Tags are one of the most powerful (though often overlooked) tools that can assist with your ability to observe and allocate cloud costs related to public cloud infrastructure providers like AWS, Azure, and GCP. While different accounts can be useful for separating resources and costs across different environments (production, staging, QA, test, etc.) or teams/business units, tags are helpful for segmenting costs related to your application. We encourage customers to adopt tagging strategies as early on as possible in their organizations. Similar to an effective unit testing suite, over time tags can give you confidence in understanding where your costs are coming from.
Tags in AWS consist of two different parts: a
key and a
value. As a basic example, you can imagine an example
key with the value of "service" and a
value that could be "front-end", "back-end", "search" or "cache". Upon assigning tags to resources, you can get greater visibility into where your costs are coming from. Instead of seeing how your costs are trending in aggregate, you can see how each part of your application is growing, assuming you've leveraged tags correctly. Additionally, tags can be part of your existing workflows and are typically very easy to accommodate in infrastructure-as-code configuration files such as CloudFormation or Terraform.
Tags, at their core, are metadata attached to cloud resources. They serve as markers, providing context and categorization. Beyond just identification, tags play a pivotal role in:
Cost Allocation: Understand which department, project, or application consumes resources and incurs costs.
Cost Optimization: Identify underutilized resources and make informed decisions about scaling or termination.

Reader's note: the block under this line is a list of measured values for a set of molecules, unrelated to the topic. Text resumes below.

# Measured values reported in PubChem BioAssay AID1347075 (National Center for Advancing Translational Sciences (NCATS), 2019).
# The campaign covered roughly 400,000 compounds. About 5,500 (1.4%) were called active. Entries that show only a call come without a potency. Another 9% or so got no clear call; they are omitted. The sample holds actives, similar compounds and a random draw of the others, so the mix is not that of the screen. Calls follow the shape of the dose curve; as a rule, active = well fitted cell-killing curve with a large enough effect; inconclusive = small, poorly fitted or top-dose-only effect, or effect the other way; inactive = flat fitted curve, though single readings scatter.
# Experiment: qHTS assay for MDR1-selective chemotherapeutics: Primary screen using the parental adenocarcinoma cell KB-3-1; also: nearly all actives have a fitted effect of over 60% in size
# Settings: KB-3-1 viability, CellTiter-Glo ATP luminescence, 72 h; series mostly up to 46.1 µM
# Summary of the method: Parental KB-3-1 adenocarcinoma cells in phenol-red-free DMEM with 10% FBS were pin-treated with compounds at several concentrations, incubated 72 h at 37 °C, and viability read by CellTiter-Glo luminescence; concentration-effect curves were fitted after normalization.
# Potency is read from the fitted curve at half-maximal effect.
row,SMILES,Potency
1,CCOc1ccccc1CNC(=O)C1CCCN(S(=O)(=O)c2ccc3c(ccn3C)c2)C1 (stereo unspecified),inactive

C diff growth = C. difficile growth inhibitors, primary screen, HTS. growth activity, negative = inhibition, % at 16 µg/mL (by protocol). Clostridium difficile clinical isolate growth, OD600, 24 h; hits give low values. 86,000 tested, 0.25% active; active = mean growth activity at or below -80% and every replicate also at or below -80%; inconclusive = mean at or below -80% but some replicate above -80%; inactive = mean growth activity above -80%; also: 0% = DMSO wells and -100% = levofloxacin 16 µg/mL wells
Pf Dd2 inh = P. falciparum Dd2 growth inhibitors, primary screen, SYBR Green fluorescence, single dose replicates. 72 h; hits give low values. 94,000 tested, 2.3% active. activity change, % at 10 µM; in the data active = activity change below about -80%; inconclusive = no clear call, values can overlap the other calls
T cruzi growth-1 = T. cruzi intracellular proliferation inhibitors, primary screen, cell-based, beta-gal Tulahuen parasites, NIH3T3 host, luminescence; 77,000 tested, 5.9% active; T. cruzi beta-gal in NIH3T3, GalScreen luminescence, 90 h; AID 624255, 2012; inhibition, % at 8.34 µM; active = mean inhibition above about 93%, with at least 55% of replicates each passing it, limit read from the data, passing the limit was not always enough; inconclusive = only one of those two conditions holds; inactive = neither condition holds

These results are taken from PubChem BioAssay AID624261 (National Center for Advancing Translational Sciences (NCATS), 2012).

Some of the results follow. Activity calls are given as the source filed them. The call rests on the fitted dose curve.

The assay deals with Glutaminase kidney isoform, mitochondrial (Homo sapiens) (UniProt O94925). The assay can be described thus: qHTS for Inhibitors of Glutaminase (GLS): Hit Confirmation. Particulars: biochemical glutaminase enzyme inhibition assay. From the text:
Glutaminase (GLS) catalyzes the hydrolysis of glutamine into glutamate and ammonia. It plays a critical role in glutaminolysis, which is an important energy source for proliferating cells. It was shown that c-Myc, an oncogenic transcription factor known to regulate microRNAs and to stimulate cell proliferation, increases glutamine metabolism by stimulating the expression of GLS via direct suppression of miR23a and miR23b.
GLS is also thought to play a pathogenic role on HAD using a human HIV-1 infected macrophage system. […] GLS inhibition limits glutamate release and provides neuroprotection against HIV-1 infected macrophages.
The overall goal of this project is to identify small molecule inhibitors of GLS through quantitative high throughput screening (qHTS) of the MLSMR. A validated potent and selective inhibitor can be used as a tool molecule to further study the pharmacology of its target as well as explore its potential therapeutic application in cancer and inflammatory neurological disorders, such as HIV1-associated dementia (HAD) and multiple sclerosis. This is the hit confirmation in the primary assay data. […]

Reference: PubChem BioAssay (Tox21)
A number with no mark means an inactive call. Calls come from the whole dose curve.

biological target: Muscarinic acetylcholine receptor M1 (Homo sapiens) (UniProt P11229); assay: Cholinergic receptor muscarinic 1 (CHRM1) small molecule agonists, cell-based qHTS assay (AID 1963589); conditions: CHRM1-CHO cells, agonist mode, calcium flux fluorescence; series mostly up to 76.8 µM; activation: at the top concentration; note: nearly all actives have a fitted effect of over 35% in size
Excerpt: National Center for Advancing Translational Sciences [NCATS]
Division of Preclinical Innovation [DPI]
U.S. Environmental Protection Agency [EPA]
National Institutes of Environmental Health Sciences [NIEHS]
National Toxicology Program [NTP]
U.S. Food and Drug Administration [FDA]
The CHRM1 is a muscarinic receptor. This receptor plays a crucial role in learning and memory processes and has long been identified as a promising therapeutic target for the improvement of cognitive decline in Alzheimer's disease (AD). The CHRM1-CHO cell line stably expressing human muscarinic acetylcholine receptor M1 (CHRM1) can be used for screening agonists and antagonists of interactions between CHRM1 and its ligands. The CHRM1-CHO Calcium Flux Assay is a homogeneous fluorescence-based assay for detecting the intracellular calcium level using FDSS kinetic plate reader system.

Forecasting: Predict future expenses by analyzing tagged resource consumption.
Resource Management: Efficiently manage, search, and filter resources based on specific criteria.
Security and Compliance: Ensure resources meet specific security standards or compliance requirements.
Operational Clarity: Quickly identify resources during troubleshooting or operational tasks.
Alerting: Set event-based notifications for specific resources.
Automation: Automate lifecycle management or schedule shutdowns.
Activating Cost Allocation Tags#
One of the more generally confusing experiences that customers experience with AWS is that tags are not incorporated into billing reports by default and need to be activated. After you have assigned tags to resources, here are the steps to activate the tags for them to be incorporated into billing data:
To activate your tags:
- Sign in to the AWS Management Console and open the Billing and Cost Management Console.
- In the navigation pane, choose
Cost Allocation Tags.
- Select the tags that you want to activate.
After you create and apply tags to your resources, it can take up to 24 hours for the tags to appear in your reports. Then, after you select your tags for activation, it can take up to 24 hours for the tags to activate.
Types of Tags#